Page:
CQ CQ CQ CALLING CQ World Wide WPX SSB contest

Yearly comes the CQ World Wide WPX SSB contest. It came this year, even.

As my previous posts indicate, I am in no position to contest seriously with my current antenna setup. But I decided to play along. See who could hear me, be a hit in other people’s logs as opposed to doing it to get a good score. But I did decide to keep track and give out serial numbers as IF I cared, just to see how many places I could talk to on my oddly placed random wire.

I made a whole 51 contest contacts. I thought it was 50, but I accidentally gave two people number 48 (sorry guys). That’s low, but I only sat still long enough for several bursts of 10-13. because with my setup, it takes a long time to make 10-13 contacts.

I had to fight hard for many of them. repeating things often. If it wasn’t a contest I would have been ignored in many of the scenarios. A couple people lost me. I’m sure I was frustrating for more than a few runners.


  • Runners, that is contesters staying on one frequency for a while and working through the pileup of suitors, must need tons of patience. Some of them sound like they have none, though. I feel like I could hear who was having fun, and who was obsessing impatiently. But I’m no snitch
  • Some folks manage to be friendly even though they are impersonal exchanges.
  • I was not expecting to be heard by any DX countries, but I got South America, Europe, and Eastern Europe.
  • Hardest-fought-for: 9AØBB in Croatia, a club call. I must have had to repeat my call and his number 8 times each, easily. Kudos to the operator for his patience and persistence, where stateside operators would have said they just couldn’t hear me and to try later.
  • When my resonant antenna set-up is up in the next couple weeks, I really expect to have some fun. Finding out that I could get out enough to have fun on my way-too-low non-resonant wire was nice. Maybe next year, I won’t have to yell or repeat myself so much.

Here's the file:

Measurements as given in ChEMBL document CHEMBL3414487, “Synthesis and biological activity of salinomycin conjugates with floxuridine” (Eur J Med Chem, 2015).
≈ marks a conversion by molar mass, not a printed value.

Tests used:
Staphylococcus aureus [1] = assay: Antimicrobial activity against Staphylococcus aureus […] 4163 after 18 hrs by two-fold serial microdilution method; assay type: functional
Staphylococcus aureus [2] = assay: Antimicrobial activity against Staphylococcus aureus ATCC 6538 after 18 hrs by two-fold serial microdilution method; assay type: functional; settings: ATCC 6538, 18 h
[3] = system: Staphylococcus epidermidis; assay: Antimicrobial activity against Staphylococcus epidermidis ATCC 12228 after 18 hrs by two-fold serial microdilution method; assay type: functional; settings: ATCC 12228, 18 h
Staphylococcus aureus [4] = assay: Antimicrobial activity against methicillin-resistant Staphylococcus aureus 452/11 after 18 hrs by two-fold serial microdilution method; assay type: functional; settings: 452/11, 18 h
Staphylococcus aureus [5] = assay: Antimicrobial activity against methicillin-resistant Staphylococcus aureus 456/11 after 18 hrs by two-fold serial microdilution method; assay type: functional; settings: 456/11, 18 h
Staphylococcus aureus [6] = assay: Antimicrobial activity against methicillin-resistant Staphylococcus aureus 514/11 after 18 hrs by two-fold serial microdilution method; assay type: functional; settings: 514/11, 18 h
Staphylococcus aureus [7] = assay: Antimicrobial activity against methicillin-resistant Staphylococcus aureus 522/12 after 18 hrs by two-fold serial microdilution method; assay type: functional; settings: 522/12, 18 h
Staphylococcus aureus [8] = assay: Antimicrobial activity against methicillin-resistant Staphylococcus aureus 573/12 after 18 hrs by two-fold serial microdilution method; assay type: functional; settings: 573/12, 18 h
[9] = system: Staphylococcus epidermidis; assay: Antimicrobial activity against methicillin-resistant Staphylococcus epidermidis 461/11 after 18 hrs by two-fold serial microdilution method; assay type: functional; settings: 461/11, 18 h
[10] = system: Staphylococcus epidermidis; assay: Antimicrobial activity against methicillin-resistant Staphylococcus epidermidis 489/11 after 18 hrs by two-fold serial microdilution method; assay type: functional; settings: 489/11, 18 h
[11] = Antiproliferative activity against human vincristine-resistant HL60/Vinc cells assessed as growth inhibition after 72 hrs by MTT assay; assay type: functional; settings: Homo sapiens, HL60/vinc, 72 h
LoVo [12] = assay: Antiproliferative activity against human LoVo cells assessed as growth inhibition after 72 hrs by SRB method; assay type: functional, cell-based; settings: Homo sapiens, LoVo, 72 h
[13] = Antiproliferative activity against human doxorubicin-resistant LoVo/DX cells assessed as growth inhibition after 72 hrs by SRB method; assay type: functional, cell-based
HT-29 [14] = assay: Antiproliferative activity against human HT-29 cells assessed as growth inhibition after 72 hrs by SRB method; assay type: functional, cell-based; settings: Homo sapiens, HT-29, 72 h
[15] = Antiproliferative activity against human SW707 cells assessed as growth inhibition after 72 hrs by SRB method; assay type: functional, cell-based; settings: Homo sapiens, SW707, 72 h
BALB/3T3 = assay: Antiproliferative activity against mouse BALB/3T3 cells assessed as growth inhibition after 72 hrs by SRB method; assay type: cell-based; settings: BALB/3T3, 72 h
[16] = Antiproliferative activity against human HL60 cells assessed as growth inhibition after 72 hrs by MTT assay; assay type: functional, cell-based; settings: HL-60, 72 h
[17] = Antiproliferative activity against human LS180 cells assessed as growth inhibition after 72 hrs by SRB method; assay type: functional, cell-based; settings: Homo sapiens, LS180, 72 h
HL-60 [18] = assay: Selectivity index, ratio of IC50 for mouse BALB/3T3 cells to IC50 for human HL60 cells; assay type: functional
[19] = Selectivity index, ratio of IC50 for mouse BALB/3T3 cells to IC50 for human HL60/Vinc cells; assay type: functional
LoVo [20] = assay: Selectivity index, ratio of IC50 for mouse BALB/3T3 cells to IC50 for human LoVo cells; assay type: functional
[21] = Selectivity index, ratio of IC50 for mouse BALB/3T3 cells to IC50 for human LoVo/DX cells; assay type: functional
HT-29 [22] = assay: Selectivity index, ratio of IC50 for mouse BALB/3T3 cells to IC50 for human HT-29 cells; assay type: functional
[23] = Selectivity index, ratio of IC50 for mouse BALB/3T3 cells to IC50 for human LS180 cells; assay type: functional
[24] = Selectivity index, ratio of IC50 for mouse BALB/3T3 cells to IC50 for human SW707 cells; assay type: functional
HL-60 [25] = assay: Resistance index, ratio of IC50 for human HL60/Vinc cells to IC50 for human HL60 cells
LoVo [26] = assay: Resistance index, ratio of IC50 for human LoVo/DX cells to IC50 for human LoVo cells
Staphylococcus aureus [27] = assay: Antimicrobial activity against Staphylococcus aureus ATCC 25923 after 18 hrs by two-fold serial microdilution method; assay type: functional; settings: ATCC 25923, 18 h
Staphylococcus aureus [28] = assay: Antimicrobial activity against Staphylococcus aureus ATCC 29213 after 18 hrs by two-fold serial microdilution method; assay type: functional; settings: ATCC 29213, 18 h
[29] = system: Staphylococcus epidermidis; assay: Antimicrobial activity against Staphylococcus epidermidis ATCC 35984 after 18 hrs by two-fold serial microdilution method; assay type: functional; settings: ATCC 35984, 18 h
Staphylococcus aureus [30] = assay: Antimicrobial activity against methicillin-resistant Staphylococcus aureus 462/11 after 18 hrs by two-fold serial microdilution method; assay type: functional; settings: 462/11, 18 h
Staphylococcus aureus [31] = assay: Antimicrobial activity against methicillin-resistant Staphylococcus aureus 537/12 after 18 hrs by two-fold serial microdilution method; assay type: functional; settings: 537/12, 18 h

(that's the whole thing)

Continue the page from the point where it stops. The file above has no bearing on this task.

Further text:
• Since I upgraded to General last summer, I have never heard a single operator on 15 meters. Until this weekend. While it certainly didn’t get as crazy as 20 and 40 got, 12% of my contacts were on 15 meter, just scanning through the band and pouncing.
  • Hardest fought for and lost: a Hawaii station. After much ‘again again’ he finally gave up on hearing my serial for him when I faded the rest of the way out for him. ‘No contact! No contact!’. I admit I was bummed. We ALMOST got it.
  • I don’t care what anyone says, there is no good contesting logging software for Mac. Hamlog is a really nice simple logging program, with nicely integrated call lookups. But no auto dupe-detection, and no dedicated fields for sent & received serials. But I winged it, and would use it again for the same contest, in pounce mode.
    • Edit one day later: I take back what I said about software. RUMlogNG does what I wanted, but its documentation is not so great so I had to find the features just playing around.